When President Joe Biden was elected in November under hotly contested circumstances, he was supposed to be the most popular presidential candidate in our nation’s history, receiving more than 81 million votes.
The magic of this remarkable achievement wore off pretty quickly once he took up the post of commander-in-chief, however.
In less than a year, his administration has overseen crippling inflation, a horrific humanitarian crisis at the border and a return to pre-9/11 conditions in Afghanistan as the Taliban retook the nation with ease before our troops — and our civilians — had withdrawn.
It’s been a mess and a disaster. And now, the people who voted for and against the most popular presidential candidate in U.S. history want answers.
It’s not just Republicans, although they’re certainly making the most noise. Last week, Arkansas Sen. Tom Cotton was joined by over two dozen of his colleagues who demanded answers on what went wrong in Afghanistan.
A solid majority of voters believe that Congress should investigate the withdrawal.
Yes, Biden is turning out to be quite the historical president — although more so for his administration’s quickly-earned notoriety than succusses at this rate.
A Rasmussen Reports survey released last week found that while less than one-third of likely voters believed the Afghanistan withdrawal was a success (those are some optimistic likely voters), nearly two-thirds believed that the handling of the withdrawal should be investigated.
The national online and phone survey of 1,000 likely voters was conducted Aug. 30-31, as the last of the U.S. troops were pulling out of the nation and Americans, including schoolchildren, were left stranded in the Taliban-controlled nation.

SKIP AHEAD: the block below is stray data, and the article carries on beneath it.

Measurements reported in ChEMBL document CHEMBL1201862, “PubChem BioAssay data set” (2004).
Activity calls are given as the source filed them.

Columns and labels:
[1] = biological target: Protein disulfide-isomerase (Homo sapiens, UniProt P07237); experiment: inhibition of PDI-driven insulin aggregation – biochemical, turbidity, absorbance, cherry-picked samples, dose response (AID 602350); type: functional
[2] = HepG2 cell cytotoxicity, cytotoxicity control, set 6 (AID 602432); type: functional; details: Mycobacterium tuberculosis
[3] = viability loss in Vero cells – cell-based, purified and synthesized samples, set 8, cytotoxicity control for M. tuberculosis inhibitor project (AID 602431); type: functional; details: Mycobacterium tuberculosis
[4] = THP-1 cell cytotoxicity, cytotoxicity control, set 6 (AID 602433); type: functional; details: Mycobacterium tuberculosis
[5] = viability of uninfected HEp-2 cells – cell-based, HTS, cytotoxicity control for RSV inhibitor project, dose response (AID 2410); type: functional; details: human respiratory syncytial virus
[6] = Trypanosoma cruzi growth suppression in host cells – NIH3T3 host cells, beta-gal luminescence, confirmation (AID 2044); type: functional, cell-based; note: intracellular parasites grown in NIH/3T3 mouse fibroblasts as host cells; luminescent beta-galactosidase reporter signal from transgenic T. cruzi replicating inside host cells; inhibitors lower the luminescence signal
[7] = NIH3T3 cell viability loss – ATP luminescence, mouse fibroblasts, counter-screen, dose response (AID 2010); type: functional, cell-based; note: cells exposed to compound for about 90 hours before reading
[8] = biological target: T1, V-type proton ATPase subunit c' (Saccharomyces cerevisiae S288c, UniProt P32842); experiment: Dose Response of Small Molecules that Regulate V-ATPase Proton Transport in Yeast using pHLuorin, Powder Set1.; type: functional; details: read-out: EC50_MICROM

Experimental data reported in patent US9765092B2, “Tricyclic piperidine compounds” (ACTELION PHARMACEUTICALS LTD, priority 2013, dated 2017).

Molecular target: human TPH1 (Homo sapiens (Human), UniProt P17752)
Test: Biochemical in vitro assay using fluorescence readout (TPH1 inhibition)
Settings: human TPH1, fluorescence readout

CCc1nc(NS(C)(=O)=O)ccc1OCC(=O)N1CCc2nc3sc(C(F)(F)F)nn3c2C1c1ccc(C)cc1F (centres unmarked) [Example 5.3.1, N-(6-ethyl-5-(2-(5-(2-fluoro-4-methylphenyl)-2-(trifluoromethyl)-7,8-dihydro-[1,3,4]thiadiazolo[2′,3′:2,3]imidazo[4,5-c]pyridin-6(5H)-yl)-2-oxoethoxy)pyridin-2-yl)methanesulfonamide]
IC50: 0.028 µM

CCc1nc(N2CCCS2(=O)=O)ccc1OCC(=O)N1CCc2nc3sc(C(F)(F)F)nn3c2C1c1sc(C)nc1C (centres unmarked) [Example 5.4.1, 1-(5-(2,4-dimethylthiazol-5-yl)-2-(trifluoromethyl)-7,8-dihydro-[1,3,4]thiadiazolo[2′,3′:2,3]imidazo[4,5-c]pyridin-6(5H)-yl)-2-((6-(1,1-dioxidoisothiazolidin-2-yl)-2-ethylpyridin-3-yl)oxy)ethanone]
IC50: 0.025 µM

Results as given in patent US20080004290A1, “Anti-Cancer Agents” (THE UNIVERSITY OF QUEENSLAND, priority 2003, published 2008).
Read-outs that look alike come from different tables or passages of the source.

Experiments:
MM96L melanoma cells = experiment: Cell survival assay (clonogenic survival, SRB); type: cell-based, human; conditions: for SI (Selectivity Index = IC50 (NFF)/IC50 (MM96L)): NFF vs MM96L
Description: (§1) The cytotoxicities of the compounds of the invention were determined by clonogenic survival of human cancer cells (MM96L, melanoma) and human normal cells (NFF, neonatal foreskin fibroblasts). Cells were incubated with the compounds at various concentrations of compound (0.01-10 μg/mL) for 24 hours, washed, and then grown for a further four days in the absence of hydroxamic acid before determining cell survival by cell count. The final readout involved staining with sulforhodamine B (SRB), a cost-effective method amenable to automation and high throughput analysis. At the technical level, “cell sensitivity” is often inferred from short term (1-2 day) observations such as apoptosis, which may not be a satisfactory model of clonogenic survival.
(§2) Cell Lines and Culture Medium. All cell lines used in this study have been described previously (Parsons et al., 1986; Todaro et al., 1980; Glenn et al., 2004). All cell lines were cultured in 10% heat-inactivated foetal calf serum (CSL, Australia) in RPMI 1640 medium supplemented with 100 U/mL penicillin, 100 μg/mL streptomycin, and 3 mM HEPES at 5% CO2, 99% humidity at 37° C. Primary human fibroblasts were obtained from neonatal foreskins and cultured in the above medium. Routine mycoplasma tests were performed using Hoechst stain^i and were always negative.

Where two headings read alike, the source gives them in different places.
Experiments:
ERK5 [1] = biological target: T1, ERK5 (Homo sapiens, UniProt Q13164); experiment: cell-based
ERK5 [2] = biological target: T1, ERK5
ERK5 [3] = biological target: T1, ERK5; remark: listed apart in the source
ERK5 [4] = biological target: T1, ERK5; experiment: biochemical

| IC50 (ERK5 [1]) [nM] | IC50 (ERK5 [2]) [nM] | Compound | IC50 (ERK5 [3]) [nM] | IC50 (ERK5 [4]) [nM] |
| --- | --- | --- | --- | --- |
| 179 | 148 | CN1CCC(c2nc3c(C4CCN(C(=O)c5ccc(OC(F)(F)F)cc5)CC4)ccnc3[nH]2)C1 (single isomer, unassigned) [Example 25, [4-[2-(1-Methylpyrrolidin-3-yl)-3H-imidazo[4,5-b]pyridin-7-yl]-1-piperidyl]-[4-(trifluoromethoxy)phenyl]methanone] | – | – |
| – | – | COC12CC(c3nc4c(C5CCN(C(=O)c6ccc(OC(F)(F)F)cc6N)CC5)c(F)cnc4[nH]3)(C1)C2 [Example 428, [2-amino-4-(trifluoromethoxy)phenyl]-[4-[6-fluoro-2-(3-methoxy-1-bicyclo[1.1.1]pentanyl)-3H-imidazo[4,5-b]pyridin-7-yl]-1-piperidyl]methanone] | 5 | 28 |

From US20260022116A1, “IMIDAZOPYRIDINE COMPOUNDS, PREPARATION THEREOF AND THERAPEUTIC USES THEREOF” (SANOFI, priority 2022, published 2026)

The poll had a margin of sampling error of plus or minus 3 percentage points with a 95 percent level of confidence.
Sixty-two percent of those surveyed responded affirmatively to the question, “Should Congress investigate how the U.S. withdrawal from Afghanistan was handled?”
Twenty-eight percent of those surveyed opposed a congressional investigation (imagine opposing government accountability at a time like this), while 10 percent were not sure.
Here’s the thing: the refrain from the Democrats over the last month has been that what happened in Afghanistan was the fault of former President Donald Trump, who negotiated a peace treaty with the Taliban and set a withdrawal date for May of this year before leaving office.
It certainly stands to reason that any voter would want Congress to investigate what happened regardless of who was to blame.
Yet it was under the command of Biden’s military leaders that the United States appeared to completely abandon the Afghan national army to the mercy of the Taliban and left billions of dollars worth of equipment in their hands.
It is these same military officials — Secretary of Defense Lloyd Austin and Chairman of the Joint Chiefs of Staff Gen. Mark Milley — on whom over 100 retired military officers have called to resign.
It is Biden who appeared to advise the now-deposed Afghan President Ashraf Ghani to give the public impression that the Taliban wasn’t winning in July if he wanted to receive more U.S. aid, according to Reuters.
It is Biden who was running things when thousands of Americans were scrambling to evacuate and when hundreds were abandoned in the country after we withdrew.
It is the Biden administration that was facilitating the chaotic evacuation and that gave the Taliban the names of Americans and U.S.-allied Afghans as the terror group appeared to control the entrance to the Kabul airport in the final days of the withdrawal.
And it was Biden who was commander-in-chief when Islamic State group terrorists detonated a suicide vest and opened fire upon the crush of desperate civilians trying to flee Afghanistan in an attack that killed 13 U.S. service members, the worst single-day casualty event our forces had seen in 11 years.
The American people are right to want answers — and it is from President Joe Biden that they must be demanded.
This article appeared originally on The Western Journal.
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